Dry conditions decrease downward movement of nutrients and reduce nutrient uptake by drought-stressed plants, so there might be residual nutrients left over for the next season. But for mobile nutrients like nitrogen, whether or not significant amounts of these nutrients are available in spring will depend on how much precipitation is received after harvest. Heavy precipitation can leach nutrients out of crop rooting depths.

Furthermore, dry and hot conditions inhibit soil microbial activity, so the organisms that convert organic matter to plant-available nutrients are impeded, leading to a lower nutrient turnover than would otherwise be expected during a wetter year. In addition, biological nitrogen fixation by legumes can decrease during a drought resulting in a reduction in the usual soil nitrogen credit for the next crop.

Management activities can also affect soil nutrients for the next year. For example, during a drought, crops originally planted for grain may be harvested for forage instead, thereby removing more nutrients from the field.

What should you do?

The importance of soil testing can hardly be overemphasized, especially in a year like this. Soil testing is the best way to analyze a drought’s impact on your field and determine what your fertilization decisions should be next season. Soil sampling may be done in the fall when soil temperature drops below 10° C, or in the Spring before seeding.  A knowledgeable agronomist can help you interpret your soil test results and take appropriate action. Your SynergyAG team will be happy to discuss your soil testing needs. We’ve got your back. Hakuna Matata!

-Ikenna Mbakwe, PhD, PAg
Head of Research


When considering your options for a pre-harvest application there are several tools available. These include swathing, systemic herbicides and contact herbicides. These can be a great harvest management tools to clean up dirty/ weedy fields, accelerating harvest and ensure seed for the following spring.

Systemic Herbicides (Glyphosate)

A pre-harvest Glyphosate application is typically used for controlling the late flush of weeds before they set seed and contribute to the fields seed bed. Where allowed, Glyphosate can be used alone, or tank mixed with Heat to desiccate crops. This application should only be applied once the grain moisture is less than 30% in the least ripe part of the field. Applying Glyphosate too early can contribute to MRL’s (maximum residue limits), which creates marketing risks. Compared to Diquats quick dry down period, Glyphosate can take 10-14 days for the crop to mature. 

Contact Herbicides (Diquat)

The use of Reglone and other diquat products can provide quick dry down and effective harvest management. The active, Diquat shuts the plant down quickly and stops the plant from maturing. For most crops, spraying Diquat can typically have you harvesting within in 4-7 days. However, unfavourable weather conditions such as cool temperatures and rainfall may delay that timeframe. To improve the effectiveness of Reglone and other diquat products apply at high water volumes and on cloudy days/ at darkness. Crop staging is very important, as applying prematurely can result in increased risk of locking in immature seeds.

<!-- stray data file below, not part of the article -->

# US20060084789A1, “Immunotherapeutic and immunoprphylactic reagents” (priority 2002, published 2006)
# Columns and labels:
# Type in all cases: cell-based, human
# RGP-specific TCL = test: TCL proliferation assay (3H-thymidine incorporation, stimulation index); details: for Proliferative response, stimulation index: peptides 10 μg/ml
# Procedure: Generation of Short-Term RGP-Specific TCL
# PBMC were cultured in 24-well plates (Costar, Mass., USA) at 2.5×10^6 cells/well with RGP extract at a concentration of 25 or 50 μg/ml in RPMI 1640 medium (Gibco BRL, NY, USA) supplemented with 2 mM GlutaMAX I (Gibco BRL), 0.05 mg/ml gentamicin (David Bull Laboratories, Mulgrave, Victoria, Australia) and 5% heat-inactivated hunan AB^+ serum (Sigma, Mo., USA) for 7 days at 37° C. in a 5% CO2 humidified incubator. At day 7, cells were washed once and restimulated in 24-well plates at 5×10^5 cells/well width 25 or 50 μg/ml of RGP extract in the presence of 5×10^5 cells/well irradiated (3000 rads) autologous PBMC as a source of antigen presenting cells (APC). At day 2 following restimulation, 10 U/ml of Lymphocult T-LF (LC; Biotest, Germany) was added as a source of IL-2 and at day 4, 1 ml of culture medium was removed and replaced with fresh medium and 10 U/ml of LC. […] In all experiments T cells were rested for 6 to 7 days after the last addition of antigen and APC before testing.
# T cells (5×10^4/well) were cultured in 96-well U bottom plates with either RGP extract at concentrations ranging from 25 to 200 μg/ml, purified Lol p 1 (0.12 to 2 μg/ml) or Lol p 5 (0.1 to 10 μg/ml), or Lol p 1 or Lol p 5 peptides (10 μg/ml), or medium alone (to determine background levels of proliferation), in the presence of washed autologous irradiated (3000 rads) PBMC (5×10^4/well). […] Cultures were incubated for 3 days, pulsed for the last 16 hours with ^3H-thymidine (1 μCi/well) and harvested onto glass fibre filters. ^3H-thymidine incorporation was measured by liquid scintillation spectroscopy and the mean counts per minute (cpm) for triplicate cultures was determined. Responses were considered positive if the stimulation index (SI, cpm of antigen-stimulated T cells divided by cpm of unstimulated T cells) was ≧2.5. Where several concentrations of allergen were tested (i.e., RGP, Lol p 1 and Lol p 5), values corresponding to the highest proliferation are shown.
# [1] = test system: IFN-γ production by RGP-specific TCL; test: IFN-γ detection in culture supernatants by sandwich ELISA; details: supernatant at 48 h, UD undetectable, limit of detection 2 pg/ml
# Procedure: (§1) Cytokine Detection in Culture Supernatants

Desiccation Staging


You want to ensure the field has turned to a yellow brown colour and there are minimal green patches. On the bottom third of the plant the pods should be dry and translucent, seeds are detached and rattle. The middle third of the pea plant the seeds are yellow, full sized, firm, and seeds split when. The top third the peas are still fleshy but starting to turn from green to yellow.

(photo: Syngenta Canada)


The lentil field should have an overall colour change of tan, brown. The bottom third of the plant the seeds should be dry and rattle. Middle third the seeds should be mature, yellow and can be split. The top third can be green but with some colour change starting.


With applying pre-harvest desiccating you want to see at least 70-80% seed colour change. The bottom third of the plant needs to be completely black/ brown. The middle third must be brown, with some speckling. The top third can be green but must be firm when rolled. When scouting the field it is important to step in and open the pods, as pods may appear green but seeds will be dark.

(Photo: Keep It Clean.ca)


The easiest way to determine if a wheat crop is ready for a pre-harvest application is the thumbnail test. Put a reasonable amount of pressure from your thumbnail into the kernel and if it leaves a dent without splitting it is ready. This is better known as the hard dough stage and must be present throughout different areas of the field. After application, harvest is typically 7-14 days away.

It is important to check with grain buyers and KeepItClean.ca to ensure your desiccated seed will be accepted at time of marketing.  Accurate crop staging is essential when it comes to desiccation timing, to ensure herbicide isn’t being applied too early and locking in immature seeds. Please contact your local SynergyAG for any crop staging questions.